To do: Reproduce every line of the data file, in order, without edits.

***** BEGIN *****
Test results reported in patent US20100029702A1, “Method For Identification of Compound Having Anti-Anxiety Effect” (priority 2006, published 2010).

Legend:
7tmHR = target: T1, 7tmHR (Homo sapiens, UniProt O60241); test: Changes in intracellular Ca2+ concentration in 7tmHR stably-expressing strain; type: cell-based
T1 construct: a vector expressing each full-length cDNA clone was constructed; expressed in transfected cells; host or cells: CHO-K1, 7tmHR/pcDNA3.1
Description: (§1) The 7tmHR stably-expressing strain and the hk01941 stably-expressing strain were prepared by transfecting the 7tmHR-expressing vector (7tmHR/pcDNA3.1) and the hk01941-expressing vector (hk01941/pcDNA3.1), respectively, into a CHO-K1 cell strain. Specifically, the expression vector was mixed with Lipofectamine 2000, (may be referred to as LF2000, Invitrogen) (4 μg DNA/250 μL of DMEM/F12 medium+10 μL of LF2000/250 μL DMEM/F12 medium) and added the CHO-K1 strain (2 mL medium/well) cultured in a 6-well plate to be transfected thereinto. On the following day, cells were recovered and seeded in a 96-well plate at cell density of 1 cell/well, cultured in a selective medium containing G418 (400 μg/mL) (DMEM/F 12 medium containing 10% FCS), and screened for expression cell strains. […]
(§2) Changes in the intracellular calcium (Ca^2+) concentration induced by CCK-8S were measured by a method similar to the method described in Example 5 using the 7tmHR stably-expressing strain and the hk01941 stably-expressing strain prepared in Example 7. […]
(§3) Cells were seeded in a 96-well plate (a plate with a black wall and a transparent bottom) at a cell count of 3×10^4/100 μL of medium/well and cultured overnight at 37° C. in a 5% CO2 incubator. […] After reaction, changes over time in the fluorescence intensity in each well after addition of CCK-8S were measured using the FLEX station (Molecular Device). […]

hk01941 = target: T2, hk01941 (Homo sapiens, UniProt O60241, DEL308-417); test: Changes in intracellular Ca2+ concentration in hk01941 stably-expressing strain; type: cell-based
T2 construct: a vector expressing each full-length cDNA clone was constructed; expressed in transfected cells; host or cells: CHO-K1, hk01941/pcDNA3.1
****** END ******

Test results reported in patent US20100029702A1, “Method For Identification of Compound Having Anti-Anxiety Effect” (priority 2006, published 2010).

Legend:
7tmHR = target: T1, 7tmHR (Homo sapiens, UniProt O60241); test: Changes in intracellular Ca2+ concentration in 7tmHR stably-expressing strain; type: cell-based
T1 construct: a vector expressing each full-length cDNA clone was constructed; expressed in transfected cells; host or cells: CHO-K1, 7tmHR/pcDNA3.1
Description: (§1) The 7tmHR stably-expressing strain and the hk01941 stably-expressing strain were prepared by transfecting the 7tmHR-expressing vector (7tmHR/pcDNA3.1) and the hk01941-expressing vector (hk01941/pcDNA3.1), respectively, into a CHO-K1 cell strain. Specifically, the expression vector was mixed with Lipofectamine 2000, (may be referred to as LF2000, Invitrogen) (4 μg DNA/250 μL of DMEM/F12 medium+10 μL of LF2000/250 μL DMEM/F12 medium) and added the CHO-K1 strain (2 mL medium/well) cultured in a 6-well plate to be transfected thereinto. On the following day, cells were recovered and seeded in a 96-well plate at cell density of 1 cell/well, cultured in a selective medium containing G418 (400 μg/mL) (DMEM/F 12 medium containing 10% FCS), and screened for expression cell strains. […]
(§2) Changes in the intracellular calcium (Ca^2+) concentration induced by CCK-8S were measured by a method similar to the method described in Example 5 using the 7tmHR stably-expressing strain and the hk01941 stably-expressing strain prepared in Example 7. […]
(§3) Cells were seeded in a 96-well plate (a plate with a black wall and a transparent bottom) at a cell count of 3×10^4/100 μL of medium/well and cultured overnight at 37° C. in a 5% CO2 incubator. […] After reaction, changes over time in the fluorescence intensity in each well after addition of CCK-8S were measured using the FLEX station (Molecular Device). […]

hk01941 = target: T2, hk01941 (Homo sapiens, UniProt O60241, DEL308-417); test: Changes in intracellular Ca2+ concentration in hk01941 stably-expressing strain; type: cell-based
T2 construct: a vector expressing each full-length cDNA clone was constructed; expressed in transfected cells; host or cells: CHO-K1, hk01941/pcDNA3.1